# Drill Pipe Choke Manifold

Ph = 5200 psi (in annulus) PUMP AT KILL RATE HOLDING CONSTANT CHOKE MANIFOLD PRESSURE CHANGE IN BHP = 200 psi increase

SECTION 1 : FUNDAMENTAL PRINCIPLES OF WELL CONTROL

Figure 1.23

To eliminate this problem, two methods exist. First, by reducing choke manifold pressure by an amount equal to a known CLFL (adjusting choke manifold pressure to SICP -CLFL), the effect of the CLFL is negated. This is accomplished by reducing the original SICP by the amount of CLFL while bringing the pumps to speed (see Figure 1.23). Once kill rate pressure has been established, the choke operator switches over to the drill pipe gauge and follows the drill pipe pressure graph in the usual way.

Or secondly, given a choke manifold configuration with separate pressure gauges for choke and kill lines, it is possible to utilise the kill line (shut off down-stream of the gauge outlet to prevent flow, thus eliminating friction) as a pressure connection to a point upstream of any potential CLFL (known or unknown). This is shown in Figure 1.24. If the kill line gauge in this instance is kept constant while bringing the pump to speed, the effect of CLFL is eliminated.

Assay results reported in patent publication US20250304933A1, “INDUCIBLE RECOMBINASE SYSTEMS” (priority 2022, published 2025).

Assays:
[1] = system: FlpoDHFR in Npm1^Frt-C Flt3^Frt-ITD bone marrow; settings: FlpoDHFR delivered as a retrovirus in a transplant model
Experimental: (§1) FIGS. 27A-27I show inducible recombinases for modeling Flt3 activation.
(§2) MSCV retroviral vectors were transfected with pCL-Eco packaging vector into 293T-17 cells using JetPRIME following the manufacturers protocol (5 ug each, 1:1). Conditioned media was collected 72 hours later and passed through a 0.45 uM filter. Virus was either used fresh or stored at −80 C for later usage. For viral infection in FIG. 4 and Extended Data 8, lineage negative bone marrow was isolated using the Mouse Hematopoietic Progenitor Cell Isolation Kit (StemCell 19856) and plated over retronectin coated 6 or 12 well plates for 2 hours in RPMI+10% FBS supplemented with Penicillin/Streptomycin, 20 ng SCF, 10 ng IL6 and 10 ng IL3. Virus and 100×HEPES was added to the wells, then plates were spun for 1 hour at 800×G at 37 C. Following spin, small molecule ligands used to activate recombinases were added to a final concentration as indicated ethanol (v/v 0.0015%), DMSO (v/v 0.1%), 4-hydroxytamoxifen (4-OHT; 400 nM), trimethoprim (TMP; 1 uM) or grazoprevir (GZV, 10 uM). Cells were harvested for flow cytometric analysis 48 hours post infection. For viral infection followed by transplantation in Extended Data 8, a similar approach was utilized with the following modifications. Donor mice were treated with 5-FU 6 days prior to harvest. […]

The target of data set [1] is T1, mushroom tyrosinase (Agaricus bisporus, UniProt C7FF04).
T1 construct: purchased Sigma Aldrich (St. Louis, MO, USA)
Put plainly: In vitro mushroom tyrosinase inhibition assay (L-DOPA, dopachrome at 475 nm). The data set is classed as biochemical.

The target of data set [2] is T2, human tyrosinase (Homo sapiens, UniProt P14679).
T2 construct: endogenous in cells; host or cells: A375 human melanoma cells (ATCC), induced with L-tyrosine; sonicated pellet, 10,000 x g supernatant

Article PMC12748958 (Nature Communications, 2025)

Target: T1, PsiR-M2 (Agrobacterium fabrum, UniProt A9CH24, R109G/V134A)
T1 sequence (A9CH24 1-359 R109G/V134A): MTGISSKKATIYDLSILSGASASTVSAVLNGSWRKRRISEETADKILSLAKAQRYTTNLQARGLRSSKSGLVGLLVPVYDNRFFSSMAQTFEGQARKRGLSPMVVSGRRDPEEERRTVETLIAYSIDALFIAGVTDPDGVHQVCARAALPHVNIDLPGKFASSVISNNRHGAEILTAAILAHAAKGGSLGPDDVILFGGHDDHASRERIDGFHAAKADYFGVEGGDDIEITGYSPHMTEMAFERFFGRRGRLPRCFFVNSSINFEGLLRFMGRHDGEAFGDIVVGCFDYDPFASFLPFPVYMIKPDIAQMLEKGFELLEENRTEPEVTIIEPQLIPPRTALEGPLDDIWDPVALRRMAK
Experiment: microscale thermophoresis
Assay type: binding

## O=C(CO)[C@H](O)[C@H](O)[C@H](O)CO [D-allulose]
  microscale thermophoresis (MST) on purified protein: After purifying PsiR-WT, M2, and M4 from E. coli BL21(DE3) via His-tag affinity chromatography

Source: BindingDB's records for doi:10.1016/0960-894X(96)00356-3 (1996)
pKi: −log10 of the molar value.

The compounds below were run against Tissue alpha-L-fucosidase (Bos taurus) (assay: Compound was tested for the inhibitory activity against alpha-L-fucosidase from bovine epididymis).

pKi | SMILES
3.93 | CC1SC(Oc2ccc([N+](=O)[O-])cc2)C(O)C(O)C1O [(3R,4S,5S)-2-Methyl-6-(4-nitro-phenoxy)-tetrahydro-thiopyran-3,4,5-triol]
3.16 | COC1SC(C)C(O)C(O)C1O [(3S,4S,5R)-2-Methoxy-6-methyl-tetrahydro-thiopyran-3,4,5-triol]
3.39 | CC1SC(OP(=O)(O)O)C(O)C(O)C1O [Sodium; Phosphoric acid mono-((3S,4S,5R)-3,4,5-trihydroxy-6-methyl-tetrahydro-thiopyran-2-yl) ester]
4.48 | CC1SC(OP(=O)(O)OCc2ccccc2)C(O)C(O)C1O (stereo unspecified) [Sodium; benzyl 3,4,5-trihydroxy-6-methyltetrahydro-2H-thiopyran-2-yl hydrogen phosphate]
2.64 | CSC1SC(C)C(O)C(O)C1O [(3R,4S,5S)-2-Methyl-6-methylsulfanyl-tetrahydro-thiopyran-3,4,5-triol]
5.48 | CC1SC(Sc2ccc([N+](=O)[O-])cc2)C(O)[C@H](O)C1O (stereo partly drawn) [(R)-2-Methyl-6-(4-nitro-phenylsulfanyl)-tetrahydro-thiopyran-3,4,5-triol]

### Note the advantages of the second method:

1. The gauge reading choke manifold pressure will show a decrease after pump is up to speed. The amount of this decrease is equal to the CLFL.
2. No precalculated or pre-measured CLFL information is required.
3. The kill line gauge can be subsequently used like the choke manifold pressure gauge on a surface stack for the purposes of altering pump rates or problem analysis.

NOTE: If the second method of handling the

CLFL situation is preferred, it would be advisable to rig a remote kill line pressure gauge which could be seen by the choke operator.

1000 PSI

KLFL 0 PSI (STATIC)

CHOKE MANIFOLD

CLFL 200 PSI (DYNAMIC)

Figure 1.23

CHOKE MANIFOLD

DRILL PIPE

CLFL 200 PSI (DYNAMIC)